Bull barrels....why???


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Topgun
January 17, 2003, 12:56 PM
Just got to thinking. How come all the "target pistols" have bull barrels when the TOP target pistols (free pistols) have lil ol whippy thin ones? Hammerli sticks a weight on a stock extension, but the barrel is very thin.

????????????????/

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Soap
January 17, 2003, 01:03 PM
Free Pistols are not used for any form of rapid fire. So heating or stringing isn't an issue. The FP is normally built for perfect balance, this probably wouldn't be possible with a very heavy bull barrel on one.

Blueduck
January 17, 2003, 05:48 PM
Weight restriction rules I'm sure also play a role.

Kobun
January 17, 2003, 05:54 PM
The weight of a bull barrel reduces the muzzle lift, which helps when shooting fast with "serious" calibers.
http://www.thehighroad.org/attachment.php?s=&postid=43854

Bainx
January 17, 2003, 06:53 PM
I'm with Kobun on this one. My bull barrel MKII has less muzzle flip than a standard model. Also, I can run about 300 rounds thru it before it starts to feel really warm.

blades67
January 18, 2003, 07:30 PM
Because some folks think it looks cool and manufacturers will sell you what you want, even if you don't need it.

yzguy
January 19, 2003, 11:58 AM
Because some folks think it looks cool and manufacturers will sell you what you want, even if you don't need it.
I resemble that remark!!! Yeah I admit the main reason I got the bull barrel (MKII) was that I like the way it looked better, but it does take longer to heat up, and theoretically should be more steady with the added weight... I also had shot a bull barrel before and really liked it, so I wanted to get the same thing.

If no one bought pistols for looks, they would all look the same and there would be no engraving on any....

Marshall
January 19, 2003, 02:08 PM
The Heavy Bull Barrel Walls reduce vibration tremedously and improves accuravy in doing do.

Sean Smith
January 19, 2003, 02:11 PM
Free Pistols are not used for any form of rapid fire. So heating or stringing isn't an issue. The FP is normally built for perfect balance, this probably wouldn't be possible with a very heavy bull barrel on one.

Bingo. Bull barrels aren't worthless gimmicks by any stretch, but they are more suited to some applications than others.

dairycreek
January 19, 2003, 05:15 PM
They add to the stability of the rifle when aiming and significantly reduce the muzzle flip when fired. Same thing with pistols. Good shooting:)

hksw
January 19, 2003, 08:40 PM
IIRC, there is very little that is restricted in Free Pistol.

The only things covered are open sights, grips do not extend over (or support) the wrist, are only shot one cartridge at a time. (Again, IIRC, you can use semi auto but can only load it one round at a time, but could be wrong on that one.) Gun must be shot one handed, arm extended, 50 meters.

Gun dimensions, weight, trigger weight, etc. are unlimited. Certainly, there is a fine balance between gun weight and the shooters endurance to hold the gun extended for a long period of time. By using a skinny barrel, the shooter can adjust the weight of the gun to some degree without the gun getting too heavy. With a bull barrel, some, if not all, of that adjustable weight is moved to the unadjustable barrel otherwise the gun's weight would exceed the shooter's ability to hold it out extended over a long period.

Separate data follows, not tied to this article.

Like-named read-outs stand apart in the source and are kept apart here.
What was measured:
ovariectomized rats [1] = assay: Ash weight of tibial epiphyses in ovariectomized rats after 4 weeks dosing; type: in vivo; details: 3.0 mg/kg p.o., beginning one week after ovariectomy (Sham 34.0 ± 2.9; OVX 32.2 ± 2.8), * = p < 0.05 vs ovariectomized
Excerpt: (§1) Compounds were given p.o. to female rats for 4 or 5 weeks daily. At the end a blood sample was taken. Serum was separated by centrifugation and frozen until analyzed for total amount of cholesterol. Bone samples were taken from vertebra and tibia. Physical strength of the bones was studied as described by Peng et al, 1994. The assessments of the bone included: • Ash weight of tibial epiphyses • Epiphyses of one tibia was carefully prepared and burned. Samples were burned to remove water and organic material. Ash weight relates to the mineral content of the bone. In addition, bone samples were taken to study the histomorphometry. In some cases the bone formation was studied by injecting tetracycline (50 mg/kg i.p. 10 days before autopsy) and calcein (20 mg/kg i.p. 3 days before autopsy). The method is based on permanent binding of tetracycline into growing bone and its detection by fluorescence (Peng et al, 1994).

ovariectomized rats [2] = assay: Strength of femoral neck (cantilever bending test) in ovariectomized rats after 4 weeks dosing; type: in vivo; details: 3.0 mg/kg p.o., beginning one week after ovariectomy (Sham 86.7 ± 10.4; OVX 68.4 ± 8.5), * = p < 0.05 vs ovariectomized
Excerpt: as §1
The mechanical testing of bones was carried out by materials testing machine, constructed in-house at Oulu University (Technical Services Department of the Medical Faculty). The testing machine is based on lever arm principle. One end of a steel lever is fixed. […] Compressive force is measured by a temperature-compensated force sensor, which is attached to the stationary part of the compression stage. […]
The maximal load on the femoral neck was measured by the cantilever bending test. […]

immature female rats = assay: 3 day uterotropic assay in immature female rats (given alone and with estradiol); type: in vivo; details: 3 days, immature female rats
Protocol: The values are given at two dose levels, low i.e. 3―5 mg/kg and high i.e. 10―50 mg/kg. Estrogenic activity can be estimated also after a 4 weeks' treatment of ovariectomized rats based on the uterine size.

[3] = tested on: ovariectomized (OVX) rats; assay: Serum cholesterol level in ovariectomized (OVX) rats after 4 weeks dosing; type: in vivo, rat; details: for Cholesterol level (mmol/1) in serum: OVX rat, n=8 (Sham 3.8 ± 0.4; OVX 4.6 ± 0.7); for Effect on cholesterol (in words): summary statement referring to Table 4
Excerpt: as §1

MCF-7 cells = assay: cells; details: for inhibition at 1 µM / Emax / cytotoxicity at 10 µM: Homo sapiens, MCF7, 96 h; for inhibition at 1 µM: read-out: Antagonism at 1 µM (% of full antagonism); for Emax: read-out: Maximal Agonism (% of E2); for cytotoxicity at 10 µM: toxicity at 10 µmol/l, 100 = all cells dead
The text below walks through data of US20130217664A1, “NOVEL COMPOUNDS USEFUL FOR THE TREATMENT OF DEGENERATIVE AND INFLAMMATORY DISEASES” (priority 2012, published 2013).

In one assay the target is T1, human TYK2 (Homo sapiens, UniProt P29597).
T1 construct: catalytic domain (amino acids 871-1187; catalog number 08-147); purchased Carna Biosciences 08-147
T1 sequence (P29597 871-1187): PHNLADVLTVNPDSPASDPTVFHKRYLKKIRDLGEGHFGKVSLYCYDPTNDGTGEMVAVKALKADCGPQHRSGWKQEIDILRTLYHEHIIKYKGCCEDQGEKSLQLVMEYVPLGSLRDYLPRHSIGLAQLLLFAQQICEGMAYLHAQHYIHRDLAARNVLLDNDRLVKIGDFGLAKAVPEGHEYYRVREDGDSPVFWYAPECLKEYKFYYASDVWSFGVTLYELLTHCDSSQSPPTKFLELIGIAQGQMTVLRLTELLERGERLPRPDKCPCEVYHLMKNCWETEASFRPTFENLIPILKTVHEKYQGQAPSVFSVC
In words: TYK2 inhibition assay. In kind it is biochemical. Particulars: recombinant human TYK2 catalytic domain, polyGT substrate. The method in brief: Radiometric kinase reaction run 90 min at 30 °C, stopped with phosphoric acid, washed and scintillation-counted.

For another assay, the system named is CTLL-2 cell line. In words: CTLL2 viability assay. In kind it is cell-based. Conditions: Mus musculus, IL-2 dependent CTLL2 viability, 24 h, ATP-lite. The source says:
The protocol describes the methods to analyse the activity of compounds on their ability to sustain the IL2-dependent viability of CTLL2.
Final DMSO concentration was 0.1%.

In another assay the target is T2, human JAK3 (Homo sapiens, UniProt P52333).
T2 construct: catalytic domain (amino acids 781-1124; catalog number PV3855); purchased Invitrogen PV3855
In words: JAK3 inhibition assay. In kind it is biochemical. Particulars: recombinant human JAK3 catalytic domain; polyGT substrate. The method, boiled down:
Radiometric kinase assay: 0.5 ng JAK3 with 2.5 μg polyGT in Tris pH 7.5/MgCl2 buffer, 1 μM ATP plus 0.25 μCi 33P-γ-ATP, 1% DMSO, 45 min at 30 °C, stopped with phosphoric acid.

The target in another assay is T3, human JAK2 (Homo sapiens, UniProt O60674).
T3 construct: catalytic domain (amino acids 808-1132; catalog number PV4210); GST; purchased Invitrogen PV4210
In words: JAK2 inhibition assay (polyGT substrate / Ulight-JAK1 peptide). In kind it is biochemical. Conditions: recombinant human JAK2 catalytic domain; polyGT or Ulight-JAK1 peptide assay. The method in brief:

P95Carry
January 19, 2003, 08:48 PM
Reduction in muzzle lift is a biggie for me . my old 686 I used for competition . had an added (home machined) steel weight . added about 8 oz ... and brought point of aim down 6"! .... aim recovery much better.

In rifles I reckon the barrel resonance factors become less marked .. and tho it is a large mass to hold heat ... probably ''buffers'' the effcts of increased temp over first lot of shots.

stevec
January 20, 2003, 04:21 AM
I also read on Dane Burn's site that the bull barrel add enough mass so that the barrel/slide assembly moves slower, delaying the barrel unlock from the slide. As a result, the bullet exits the barrel earlier in the cycle, and many people notice an accuracy improvement.

Is it true? I dunno, just passing along information.

Steve

Marko Kloos
January 20, 2003, 09:37 AM
That would only make sense with a locked breech handgun, not a fixed barrel target pistol like most .22s. The only thing moving on a Buckmark, Hammerli, or a Ruger Mk.II is the slide.

Skunkabilly
January 20, 2003, 12:02 PM
The Dawson Tactical Advantage DOES look pretty cool with that bull barrel....

stevec
January 20, 2003, 12:14 PM
lendringser,
DOH! I did not read the original question well enough.

Steve

Jim K
January 20, 2003, 12:53 PM
It's a purely personal preference, but the heavy barrels on my Ruger MkI and S&W M41 put the weight back closer to my hand. Maybe the shorter sight radius reduces apparent "wobble" and gives me more confidence, but I have tried both guns with the 7" barrel and just cannot shoot as well as with the 5".

Jim

Shmackey
January 20, 2003, 01:10 PM
There's a point of diminishing returns somewhere. I had a Ruger slabside that I finally realized was just too heavy to keep extended as long as I wanted to. One of the reasons I got a Trailside is because it's so much lighter. And I can shoot it better because of that.

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